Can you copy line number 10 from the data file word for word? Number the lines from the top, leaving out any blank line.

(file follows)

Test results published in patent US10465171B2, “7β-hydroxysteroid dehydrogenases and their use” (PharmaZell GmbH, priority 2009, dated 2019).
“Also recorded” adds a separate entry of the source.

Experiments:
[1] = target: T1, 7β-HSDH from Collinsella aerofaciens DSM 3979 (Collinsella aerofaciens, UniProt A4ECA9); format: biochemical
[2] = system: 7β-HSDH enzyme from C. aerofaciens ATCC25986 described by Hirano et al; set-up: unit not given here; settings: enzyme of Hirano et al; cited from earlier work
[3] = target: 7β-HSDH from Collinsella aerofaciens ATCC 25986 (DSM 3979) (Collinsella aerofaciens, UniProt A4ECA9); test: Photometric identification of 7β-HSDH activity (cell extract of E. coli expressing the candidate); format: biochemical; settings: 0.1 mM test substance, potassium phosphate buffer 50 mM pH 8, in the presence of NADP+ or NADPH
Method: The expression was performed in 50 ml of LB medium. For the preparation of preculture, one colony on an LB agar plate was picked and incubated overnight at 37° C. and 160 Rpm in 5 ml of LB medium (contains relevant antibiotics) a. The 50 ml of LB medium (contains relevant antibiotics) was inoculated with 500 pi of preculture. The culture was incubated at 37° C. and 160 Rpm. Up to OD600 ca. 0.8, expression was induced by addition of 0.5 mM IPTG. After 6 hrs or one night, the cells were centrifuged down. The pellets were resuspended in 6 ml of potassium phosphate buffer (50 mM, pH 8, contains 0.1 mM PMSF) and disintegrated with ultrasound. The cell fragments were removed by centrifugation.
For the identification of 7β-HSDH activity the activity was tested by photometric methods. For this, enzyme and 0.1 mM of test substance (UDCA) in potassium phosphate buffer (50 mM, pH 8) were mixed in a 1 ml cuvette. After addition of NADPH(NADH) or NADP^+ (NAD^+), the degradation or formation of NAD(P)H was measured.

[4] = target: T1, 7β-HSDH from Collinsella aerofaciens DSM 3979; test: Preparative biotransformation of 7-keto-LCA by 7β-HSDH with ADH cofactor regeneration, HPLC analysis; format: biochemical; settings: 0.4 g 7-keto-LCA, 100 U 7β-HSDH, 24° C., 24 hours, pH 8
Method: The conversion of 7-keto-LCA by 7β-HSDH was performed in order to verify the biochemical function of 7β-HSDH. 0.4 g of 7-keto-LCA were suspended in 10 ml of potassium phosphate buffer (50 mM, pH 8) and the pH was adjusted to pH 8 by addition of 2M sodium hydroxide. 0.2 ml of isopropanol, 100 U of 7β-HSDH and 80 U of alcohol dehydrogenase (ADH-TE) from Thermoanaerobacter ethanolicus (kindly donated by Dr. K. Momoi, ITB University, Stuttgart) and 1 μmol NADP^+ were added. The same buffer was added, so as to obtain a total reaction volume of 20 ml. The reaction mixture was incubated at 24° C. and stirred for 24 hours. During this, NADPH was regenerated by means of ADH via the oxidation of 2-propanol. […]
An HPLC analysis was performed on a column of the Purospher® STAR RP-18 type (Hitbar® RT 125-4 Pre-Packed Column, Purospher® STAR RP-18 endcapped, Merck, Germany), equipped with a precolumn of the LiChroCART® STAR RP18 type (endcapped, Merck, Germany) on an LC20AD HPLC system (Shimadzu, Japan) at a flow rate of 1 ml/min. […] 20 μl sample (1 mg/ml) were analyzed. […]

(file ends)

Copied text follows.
Method: The conversion of 7-keto-LCA by 7β-HSDH was performed in order to verify the biochemical function of 7β-HSDH. 0.4 g of 7-keto-LCA were suspended in 10 ml of potassium phosphate buffer (50 mM, pH 8) and the pH was adjusted to pH 8 by addition of 2M sodium hydroxide. 0.2 ml of isopropanol, 100 U of 7β-HSDH and 80 U of alcohol dehydrogenase (ADH-TE) from Thermoanaerobacter ethanolicus (kindly donated by Dr. K. Momoi, ITB University, Stuttgart) and 1 μmol NADP^+ were added. The same buffer was added, so as to obtain a total reaction volume of 20 ml. The reaction mixture was incubated at 24° C. and stirred for 24 hours. During this, NADPH was regenerated by means of ADH via the oxidation of 2-propanol. […]